• Titeux, Nicolas; Maes, Dirk; Van Daele, Toon; Onkelinx, Thierry; Heikkinen, Risto K.; Romo, Helena; Garcia-Barros, Enrique; Munguira, Miguel L.; Thuiller, Wilfried; van Swaay, Chris A. M.; Schweiger, Oliver; Settele, Josef; Harpke, Alexander; Wiemers, Martin; Brotons, Lluis; Luoto, Miska (2017)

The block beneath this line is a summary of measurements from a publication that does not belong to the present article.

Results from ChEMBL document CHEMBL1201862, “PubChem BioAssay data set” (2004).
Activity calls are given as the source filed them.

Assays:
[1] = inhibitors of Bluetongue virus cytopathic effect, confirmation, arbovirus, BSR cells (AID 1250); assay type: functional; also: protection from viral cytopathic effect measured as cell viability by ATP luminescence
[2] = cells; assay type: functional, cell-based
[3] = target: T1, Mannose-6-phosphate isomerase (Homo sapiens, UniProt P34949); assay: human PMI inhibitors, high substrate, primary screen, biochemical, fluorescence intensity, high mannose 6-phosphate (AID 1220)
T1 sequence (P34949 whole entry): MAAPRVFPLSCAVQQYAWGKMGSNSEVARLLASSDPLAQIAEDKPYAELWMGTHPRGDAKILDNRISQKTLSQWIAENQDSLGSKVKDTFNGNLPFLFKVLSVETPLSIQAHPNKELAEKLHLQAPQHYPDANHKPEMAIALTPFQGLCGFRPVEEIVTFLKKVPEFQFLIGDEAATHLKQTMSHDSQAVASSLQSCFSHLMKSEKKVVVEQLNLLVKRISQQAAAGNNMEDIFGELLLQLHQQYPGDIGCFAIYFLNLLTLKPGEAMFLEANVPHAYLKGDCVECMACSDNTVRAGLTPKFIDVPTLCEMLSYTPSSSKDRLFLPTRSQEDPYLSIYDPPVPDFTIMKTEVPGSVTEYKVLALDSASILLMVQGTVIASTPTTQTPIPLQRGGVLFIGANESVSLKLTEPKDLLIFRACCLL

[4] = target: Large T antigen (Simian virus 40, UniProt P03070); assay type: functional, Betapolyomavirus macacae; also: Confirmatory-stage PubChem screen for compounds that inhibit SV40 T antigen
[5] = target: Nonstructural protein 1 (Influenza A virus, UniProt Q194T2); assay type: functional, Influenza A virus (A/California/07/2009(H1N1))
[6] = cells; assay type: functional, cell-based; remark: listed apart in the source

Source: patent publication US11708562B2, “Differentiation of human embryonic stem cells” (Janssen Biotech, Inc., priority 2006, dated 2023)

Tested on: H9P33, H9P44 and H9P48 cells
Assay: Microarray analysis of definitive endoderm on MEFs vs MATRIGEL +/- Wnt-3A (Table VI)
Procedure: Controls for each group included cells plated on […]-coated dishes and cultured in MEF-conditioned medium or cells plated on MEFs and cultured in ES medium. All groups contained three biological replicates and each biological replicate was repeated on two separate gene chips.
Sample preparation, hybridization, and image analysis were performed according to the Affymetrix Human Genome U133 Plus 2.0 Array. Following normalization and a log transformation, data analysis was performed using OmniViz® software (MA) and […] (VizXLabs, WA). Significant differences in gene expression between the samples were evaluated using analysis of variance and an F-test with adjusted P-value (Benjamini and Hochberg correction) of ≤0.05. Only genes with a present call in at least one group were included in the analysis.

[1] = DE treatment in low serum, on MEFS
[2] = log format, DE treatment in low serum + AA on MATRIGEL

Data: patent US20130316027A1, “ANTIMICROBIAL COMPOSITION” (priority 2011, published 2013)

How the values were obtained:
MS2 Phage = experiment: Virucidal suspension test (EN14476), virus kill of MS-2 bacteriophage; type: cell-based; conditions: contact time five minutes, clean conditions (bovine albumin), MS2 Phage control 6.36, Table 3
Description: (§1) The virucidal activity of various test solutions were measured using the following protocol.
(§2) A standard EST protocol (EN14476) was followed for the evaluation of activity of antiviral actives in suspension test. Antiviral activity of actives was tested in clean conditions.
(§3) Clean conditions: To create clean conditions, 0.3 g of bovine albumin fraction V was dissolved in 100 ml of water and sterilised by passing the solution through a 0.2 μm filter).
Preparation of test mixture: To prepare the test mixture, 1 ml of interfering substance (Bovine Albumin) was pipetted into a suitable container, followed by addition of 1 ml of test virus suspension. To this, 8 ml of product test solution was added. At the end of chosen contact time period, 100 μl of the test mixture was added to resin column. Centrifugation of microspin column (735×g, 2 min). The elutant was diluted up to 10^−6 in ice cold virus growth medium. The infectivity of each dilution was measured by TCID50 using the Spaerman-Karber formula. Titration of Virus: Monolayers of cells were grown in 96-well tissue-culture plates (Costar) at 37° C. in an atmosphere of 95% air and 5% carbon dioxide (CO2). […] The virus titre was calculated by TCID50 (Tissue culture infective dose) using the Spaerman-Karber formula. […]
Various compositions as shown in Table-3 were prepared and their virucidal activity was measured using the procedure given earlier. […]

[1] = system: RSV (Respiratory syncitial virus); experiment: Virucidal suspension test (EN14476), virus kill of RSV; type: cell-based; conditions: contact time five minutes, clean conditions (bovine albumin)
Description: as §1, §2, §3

Aim: Species distribution models built with geographically restricted data often fail to capture the full range of conditions experienced by species across their entire distribution area. Using such models to predict distribution shifts under future environmental change may, therefore, produce biased projections. However, restricted-scale models have the potential to include a larger sample of taxa for which distribution data are available and to provide finer-resolution projections that are better applied to conservation planning than the forecasts of broad-scale models. We examine the circumstances under which the projected shifts in species richness patterns derived from restricted-scale and broad-scale models are most likely to be similar. Location: Europe. Methods: The distribution of butterflies in Finland, Belgium/Netherlands and Spain was modelled based on restricted-scale (local) and broad-scale (continental) distribution and climate data. Both types of models were projected under future climate change scenarios to assess potential changes in species richness. Results: In Finland, species richness was projected to increase strongly based on restricted-scale models and to decrease slightly with broad-scale models. In Belgium/Netherlands, restricted-scale models projected a larger decrease in richness than broad-scale models. In Spain, both models projected a slight decrease in richness. We obtained similar projections based on restricted-scale and broad-scale models only in Spain because the climatic conditions available here covered the warm part of the distributions of butterflies better than in Finland and Belgium/Netherlands. Main conclusions: Restricted-scale models that fail to capture the warm part of species distributions produce biased estimates of future changes in species richness when projected under climatic conditions with no modern analogue in the study area. We recommend the use of distribution data beyond the boundaries of the study area to capture the part of the species response curves reflecting the climatic conditions that will prevail within that area in the future.